Barely noticed wombat differences

There’s more than than devilry to pay in U Tas conservation science

Researchers at the University of Tasmania have analysed genetic structures to identify three sub-species of the bare-nosed wombat, the continental Australian Bass Strait islanders and the Tasmanian. This will help with conservation, which is very good indeed. The wombat muddle-headed and otherwise, is too oft ignored.

The pain of change at Uni Sydney

At the University of Sydney the strategic plan rolls on – right over some staff’ sensibilities

For three years now the university’s change bureaucracy has worked on an enormous array of academic and administrative change policies and processes ranging from the transformative to the trivial – there was briefly a ruling stopping staff in a new admin building from having plants and their personal pick of artworks in personal space.

Not everybody has enjoyed everything, last year union president Kurt Iveson posted a 19-tweet cluster of complaint (CMM September 24).  And tomorrow there is a rally to tell the university, “hundreds of our colleagues are engaged in desperate efforts to stop senior management making things worse through top-down, ill-considered, poorly-run change processes.”

Not to worry, the 2016-20 strategic plan will be replaced by a new one soon enough.

The case for demand driven funding: as good as it was in 2009

A decade after it was established the demand driven system is identified as a huge success.

The demand driven system was announced in the 2009 budget and to celebrate its creation, and lament its cancellation in 2017, the Innovative Research Universities lobby has crunched the data to identify its achievements.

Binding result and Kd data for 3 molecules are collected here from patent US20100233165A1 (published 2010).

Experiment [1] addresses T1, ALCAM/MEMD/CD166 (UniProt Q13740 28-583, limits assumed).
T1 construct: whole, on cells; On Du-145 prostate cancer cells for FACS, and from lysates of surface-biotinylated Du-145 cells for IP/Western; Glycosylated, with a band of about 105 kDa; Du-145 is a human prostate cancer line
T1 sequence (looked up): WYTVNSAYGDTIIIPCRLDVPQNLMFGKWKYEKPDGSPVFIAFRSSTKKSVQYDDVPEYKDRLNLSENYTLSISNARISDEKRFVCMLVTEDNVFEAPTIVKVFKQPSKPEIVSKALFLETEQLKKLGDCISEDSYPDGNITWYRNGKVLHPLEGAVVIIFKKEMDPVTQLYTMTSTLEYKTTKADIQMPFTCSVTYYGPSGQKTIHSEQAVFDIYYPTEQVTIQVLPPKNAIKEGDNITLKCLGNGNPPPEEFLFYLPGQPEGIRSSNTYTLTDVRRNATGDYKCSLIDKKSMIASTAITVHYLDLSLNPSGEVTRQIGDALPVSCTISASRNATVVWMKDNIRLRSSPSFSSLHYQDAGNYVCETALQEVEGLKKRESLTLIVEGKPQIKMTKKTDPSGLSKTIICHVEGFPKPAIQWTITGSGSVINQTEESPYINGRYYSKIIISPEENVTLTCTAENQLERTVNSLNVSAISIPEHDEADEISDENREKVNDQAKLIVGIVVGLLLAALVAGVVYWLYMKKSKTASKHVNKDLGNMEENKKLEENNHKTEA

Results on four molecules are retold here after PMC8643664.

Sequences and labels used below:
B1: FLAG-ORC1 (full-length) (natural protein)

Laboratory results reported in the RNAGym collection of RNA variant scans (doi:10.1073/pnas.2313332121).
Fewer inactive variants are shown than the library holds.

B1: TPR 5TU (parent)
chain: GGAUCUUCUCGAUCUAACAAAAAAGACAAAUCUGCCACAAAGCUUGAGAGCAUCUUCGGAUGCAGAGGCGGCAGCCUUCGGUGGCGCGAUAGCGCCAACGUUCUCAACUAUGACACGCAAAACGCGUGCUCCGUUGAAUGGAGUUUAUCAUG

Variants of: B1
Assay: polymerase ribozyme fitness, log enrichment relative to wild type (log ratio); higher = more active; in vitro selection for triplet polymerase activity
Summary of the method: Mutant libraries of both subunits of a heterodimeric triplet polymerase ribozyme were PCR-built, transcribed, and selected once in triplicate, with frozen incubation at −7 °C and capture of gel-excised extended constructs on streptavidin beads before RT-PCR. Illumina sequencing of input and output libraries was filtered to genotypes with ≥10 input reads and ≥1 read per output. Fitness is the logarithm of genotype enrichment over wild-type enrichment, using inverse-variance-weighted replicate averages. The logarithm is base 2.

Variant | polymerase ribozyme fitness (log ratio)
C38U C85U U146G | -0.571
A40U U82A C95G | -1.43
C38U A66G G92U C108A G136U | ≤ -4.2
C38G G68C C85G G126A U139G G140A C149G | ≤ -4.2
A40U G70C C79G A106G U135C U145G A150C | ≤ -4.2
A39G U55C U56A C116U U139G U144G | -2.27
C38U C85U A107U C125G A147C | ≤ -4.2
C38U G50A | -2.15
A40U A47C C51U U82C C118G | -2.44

What the demand driven system achieved

* The number of Australians attending university increased by 35 per cent between 2009 and 20117. Growth soaked up previously unmet demand between 2009 -13 before slowing to 2 per cent – 3 per cent in the later years

* Students in the bottom SES quartile accounted for 15 per cent of UGs in 2009 and 19 per cent in 2017

* Although the participation rate for Aboriginal and Torres Strait Island students remained below other Australians, the number of UGs from ATSI backgrounds grew by 91 per cent under the demand driven system

* Undergraduate numbers increased across community in-demand disciplines, by 50 per cent plus in health science and IT, with growth strongest in 2009-13, as unmet demand was met

 The predicted disasters it did not deliver

* slowing growth 20014-17 demonstrates the demand driven system was financially sustainable

* growth was not concentrated in low delivery-cost disciplines. “Growth in STEM was achieved through an alignment between university supply and demand from students as a discipline of choice.”

What happens next

The IRU has the news, and for as long as demand driven funding stays cancelled,  it is all bad.

“The cap on Commonwealth Grant Scheme funding since 2018 means universities will steadily reduce the number of students enrolled to avoid allowing the investment per student to drop below the level needed for quality student learning. Universities will not be able to meet the 2020s bulge in young people completing school.”

The case for the system is made